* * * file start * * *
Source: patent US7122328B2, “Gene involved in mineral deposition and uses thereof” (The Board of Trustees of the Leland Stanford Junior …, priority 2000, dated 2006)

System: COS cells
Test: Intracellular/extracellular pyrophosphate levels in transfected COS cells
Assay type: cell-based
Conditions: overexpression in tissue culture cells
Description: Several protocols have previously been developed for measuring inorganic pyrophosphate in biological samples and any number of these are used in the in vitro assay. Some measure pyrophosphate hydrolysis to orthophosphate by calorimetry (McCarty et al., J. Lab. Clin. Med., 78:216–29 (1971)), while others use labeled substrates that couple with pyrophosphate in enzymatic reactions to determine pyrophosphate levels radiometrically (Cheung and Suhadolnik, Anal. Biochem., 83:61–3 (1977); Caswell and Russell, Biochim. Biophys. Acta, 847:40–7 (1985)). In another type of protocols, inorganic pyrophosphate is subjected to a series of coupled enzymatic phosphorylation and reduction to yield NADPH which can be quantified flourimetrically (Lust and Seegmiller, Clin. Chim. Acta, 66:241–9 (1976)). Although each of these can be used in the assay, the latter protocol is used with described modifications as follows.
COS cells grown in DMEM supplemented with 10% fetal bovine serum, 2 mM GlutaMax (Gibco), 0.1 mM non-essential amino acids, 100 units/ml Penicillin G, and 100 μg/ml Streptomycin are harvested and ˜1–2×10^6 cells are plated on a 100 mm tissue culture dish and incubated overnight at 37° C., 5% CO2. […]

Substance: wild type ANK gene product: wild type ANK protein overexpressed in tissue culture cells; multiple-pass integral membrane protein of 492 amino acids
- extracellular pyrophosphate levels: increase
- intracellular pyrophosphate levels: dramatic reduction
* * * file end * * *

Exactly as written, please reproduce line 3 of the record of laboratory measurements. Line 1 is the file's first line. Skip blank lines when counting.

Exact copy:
Test: Intracellular/extracellular pyrophosphate levels in transfected COS cells